Following on the success of The Night of the Burning, Linda Press Wulf sets her second historical novel for young people in the 13th century. In one of the two legends of the Children’s Crusades, quite possibly true, thousands of young children followed a charismatic twelve year old shepherd, Stephen of Cloyes, south through France to Marseilles, where he promised his followers the· waters would divide and lead them to the Holy Land. Crusade tells the story of two of these young people: Georgette, who sets off with her brother against the wishes of her father and the local priest who had taken her under his wing; and Robert, the scarred, intelligent orphan adopted by the Abbot of Blois and destined for a life of religious asceticism. As the initial glory of the pilgrimage fades and young crusaders succumb to disease, starvation and worse, the two are drawn together. The religious zeal with which they set out gives way to a more humane understanding and tolerance of those they meant to repress, and despite the horrors they witness the story ends on an optimistic if uncertain note.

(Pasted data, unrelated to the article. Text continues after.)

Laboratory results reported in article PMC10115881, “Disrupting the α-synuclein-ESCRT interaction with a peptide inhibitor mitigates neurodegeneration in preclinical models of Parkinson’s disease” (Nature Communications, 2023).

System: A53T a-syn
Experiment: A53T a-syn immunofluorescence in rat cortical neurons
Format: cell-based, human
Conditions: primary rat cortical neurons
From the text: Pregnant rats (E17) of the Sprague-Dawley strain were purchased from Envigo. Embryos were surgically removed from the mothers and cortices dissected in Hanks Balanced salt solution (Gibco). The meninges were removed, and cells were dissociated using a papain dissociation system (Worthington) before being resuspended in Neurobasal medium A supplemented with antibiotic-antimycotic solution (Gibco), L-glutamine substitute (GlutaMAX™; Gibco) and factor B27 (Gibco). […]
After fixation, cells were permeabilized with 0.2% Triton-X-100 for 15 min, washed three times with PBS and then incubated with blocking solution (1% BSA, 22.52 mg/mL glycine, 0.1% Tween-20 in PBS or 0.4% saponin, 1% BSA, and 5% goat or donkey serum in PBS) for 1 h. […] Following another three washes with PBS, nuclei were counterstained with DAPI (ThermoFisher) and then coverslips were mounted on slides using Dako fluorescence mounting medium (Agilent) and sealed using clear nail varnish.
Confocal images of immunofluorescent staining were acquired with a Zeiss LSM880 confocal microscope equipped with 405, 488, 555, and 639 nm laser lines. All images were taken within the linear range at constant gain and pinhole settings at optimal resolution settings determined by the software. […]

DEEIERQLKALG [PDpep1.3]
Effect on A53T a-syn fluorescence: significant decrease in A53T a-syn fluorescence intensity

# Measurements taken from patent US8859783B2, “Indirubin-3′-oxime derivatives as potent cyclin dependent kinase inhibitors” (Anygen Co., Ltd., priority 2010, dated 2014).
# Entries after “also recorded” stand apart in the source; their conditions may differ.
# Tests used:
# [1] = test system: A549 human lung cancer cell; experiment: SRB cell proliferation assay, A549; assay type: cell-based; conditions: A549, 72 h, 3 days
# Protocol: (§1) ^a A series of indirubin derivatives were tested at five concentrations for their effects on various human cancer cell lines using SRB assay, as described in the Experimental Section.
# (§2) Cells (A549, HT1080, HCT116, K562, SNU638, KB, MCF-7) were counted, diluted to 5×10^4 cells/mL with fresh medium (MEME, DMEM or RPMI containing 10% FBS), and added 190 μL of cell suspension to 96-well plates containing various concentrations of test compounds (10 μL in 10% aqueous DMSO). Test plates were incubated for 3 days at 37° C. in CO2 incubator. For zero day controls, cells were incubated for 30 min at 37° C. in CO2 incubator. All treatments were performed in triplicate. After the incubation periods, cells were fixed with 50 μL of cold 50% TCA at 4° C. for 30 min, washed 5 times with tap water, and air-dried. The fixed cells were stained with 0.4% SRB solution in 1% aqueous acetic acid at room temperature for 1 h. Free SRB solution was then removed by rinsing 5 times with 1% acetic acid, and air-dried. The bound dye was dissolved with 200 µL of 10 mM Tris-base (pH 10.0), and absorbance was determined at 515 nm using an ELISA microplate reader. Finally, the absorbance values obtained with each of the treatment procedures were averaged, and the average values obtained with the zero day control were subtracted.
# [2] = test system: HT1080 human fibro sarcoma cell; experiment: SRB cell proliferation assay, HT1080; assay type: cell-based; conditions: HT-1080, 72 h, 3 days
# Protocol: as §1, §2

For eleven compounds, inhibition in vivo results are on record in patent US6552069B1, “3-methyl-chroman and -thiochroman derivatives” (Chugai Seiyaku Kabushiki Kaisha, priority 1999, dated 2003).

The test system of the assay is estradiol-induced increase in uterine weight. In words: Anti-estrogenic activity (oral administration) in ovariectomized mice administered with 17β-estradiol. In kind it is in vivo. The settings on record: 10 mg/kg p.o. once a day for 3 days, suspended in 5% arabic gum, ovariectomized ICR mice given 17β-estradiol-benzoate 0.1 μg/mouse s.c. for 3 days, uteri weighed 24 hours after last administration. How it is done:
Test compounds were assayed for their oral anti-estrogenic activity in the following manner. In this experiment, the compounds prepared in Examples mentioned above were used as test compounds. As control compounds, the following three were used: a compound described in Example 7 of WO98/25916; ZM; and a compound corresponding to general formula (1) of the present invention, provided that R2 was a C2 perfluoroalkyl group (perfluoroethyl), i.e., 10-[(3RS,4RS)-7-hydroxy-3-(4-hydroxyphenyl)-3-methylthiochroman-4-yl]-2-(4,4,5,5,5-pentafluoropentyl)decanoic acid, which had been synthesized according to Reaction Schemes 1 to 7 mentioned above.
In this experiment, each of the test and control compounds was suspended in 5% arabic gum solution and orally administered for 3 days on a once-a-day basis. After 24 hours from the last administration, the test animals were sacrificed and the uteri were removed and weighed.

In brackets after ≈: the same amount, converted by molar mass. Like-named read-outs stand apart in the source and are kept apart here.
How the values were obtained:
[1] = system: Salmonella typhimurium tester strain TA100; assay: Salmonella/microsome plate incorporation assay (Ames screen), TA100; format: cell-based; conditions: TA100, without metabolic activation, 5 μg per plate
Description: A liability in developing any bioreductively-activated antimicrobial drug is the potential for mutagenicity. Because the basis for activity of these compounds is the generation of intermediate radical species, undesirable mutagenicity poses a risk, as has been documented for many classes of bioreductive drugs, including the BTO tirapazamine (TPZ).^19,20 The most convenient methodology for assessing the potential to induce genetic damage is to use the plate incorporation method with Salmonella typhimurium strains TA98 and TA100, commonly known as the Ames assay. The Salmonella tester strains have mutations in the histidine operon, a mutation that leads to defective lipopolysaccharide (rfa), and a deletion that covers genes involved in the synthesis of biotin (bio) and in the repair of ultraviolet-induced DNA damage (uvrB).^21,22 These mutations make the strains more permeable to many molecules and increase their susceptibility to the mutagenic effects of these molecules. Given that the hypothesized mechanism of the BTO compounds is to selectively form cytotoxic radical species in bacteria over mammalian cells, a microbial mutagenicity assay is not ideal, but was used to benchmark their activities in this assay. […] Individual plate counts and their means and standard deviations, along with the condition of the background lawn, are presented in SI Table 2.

The historical background is deftly drawn, and both protagonists display a quiet heroism. A thought-provoking read which should appeal to both sexes.